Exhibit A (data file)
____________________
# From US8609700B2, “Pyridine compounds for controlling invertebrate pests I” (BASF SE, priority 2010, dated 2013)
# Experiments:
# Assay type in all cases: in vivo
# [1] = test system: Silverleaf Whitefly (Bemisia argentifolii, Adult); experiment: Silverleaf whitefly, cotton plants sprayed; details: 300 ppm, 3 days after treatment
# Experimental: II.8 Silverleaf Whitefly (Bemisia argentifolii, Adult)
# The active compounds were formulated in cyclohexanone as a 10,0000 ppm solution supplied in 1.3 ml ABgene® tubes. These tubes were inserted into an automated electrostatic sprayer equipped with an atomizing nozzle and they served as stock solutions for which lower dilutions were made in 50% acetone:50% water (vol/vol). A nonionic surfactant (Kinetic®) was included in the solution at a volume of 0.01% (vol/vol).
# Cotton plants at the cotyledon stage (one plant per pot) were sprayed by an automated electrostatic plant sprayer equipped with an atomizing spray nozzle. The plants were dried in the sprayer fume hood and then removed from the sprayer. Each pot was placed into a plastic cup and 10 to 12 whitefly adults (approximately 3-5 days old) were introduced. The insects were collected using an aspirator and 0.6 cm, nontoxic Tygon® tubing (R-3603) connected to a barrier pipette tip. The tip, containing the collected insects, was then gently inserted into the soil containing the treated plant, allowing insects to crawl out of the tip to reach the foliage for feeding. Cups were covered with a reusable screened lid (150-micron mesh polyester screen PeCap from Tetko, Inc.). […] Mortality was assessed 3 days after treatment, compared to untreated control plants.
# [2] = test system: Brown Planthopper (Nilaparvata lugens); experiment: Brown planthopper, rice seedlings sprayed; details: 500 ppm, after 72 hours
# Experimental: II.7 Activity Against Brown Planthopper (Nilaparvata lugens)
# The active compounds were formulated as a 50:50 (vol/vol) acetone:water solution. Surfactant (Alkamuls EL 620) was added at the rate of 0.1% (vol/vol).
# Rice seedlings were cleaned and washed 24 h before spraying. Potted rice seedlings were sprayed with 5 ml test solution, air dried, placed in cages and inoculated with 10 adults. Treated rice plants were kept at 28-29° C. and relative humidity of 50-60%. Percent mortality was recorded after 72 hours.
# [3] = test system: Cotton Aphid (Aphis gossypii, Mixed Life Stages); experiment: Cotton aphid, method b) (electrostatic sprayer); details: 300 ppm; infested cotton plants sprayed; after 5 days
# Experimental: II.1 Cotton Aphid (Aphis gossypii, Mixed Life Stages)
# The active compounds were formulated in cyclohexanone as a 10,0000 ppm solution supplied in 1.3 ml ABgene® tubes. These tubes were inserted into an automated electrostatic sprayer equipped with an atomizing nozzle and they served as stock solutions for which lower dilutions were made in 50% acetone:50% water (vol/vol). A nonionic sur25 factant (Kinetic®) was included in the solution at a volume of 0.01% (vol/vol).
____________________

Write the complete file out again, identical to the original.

# From US8609700B2, “Pyridine compounds for controlling invertebrate pests I” (BASF SE, priority 2010, dated 2013)
# Experiments:
# Assay type in all cases: in vivo
# [1] = test system: Silverleaf Whitefly (Bemisia argentifolii, Adult); experiment: Silverleaf whitefly, cotton plants sprayed; details: 300 ppm, 3 days after treatment
# Experimental: II.8 Silverleaf Whitefly (Bemisia argentifolii, Adult)
# The active compounds were formulated in cyclohexanone as a 10,0000 ppm solution supplied in 1.3 ml ABgene® tubes. These tubes were inserted into an automated electrostatic sprayer equipped with an atomizing nozzle and they served as stock solutions for which lower dilutions were made in 50% acetone:50% water (vol/vol). A nonionic surfactant (Kinetic®) was included in the solution at a volume of 0.01% (vol/vol).
# Cotton plants at the cotyledon stage (one plant per pot) were sprayed by an automated electrostatic plant sprayer equipped with an atomizing spray nozzle. The plants were dried in the sprayer fume hood and then removed from the sprayer. Each pot was placed into a plastic cup and 10 to 12 whitefly adults (approximately 3-5 days old) were introduced. The insects were collected using an aspirator and 0.6 cm, nontoxic Tygon® tubing (R-3603) connected to a barrier pipette tip. The tip, containing the collected insects, was then gently inserted into the soil containing the treated plant, allowing insects to crawl out of the tip to reach the foliage for feeding. Cups were covered with a reusable screened lid (150-micron mesh polyester screen PeCap from Tetko, Inc.). […] Mortality was assessed 3 days after treatment, compared to untreated control plants.
# [2] = test system: Brown Planthopper (Nilaparvata lugens); experiment: Brown planthopper, rice seedlings sprayed; details: 500 ppm, after 72 hours
# Experimental: II.7 Activity Against Brown Planthopper (Nilaparvata lugens)
# The active compounds were formulated as a 50:50 (vol/vol) acetone:water solution. Surfactant (Alkamuls EL 620) was added at the rate of 0.1% (vol/vol).
# Rice seedlings were cleaned and washed 24 h before spraying. Potted rice seedlings were sprayed with 5 ml test solution, air dried, placed in cages and inoculated with 10 adults. Treated rice plants were kept at 28-29° C. and relative humidity of 50-60%. Percent mortality was recorded after 72 hours.
# [3] = test system: Cotton Aphid (Aphis gossypii, Mixed Life Stages); experiment: Cotton aphid, method b) (electrostatic sprayer); details: 300 ppm; infested cotton plants sprayed; after 5 days
# Experimental: II.1 Cotton Aphid (Aphis gossypii, Mixed Life Stages)
# The active compounds were formulated in cyclohexanone as a 10,0000 ppm solution supplied in 1.3 ml ABgene® tubes. These tubes were inserted into an automated electrostatic sprayer equipped with an atomizing nozzle and they served as stock solutions for which lower dilutions were made in 50% acetone:50% water (vol/vol). A nonionic sur25 factant (Kinetic®) was included in the solution at a volume of 0.01% (vol/vol).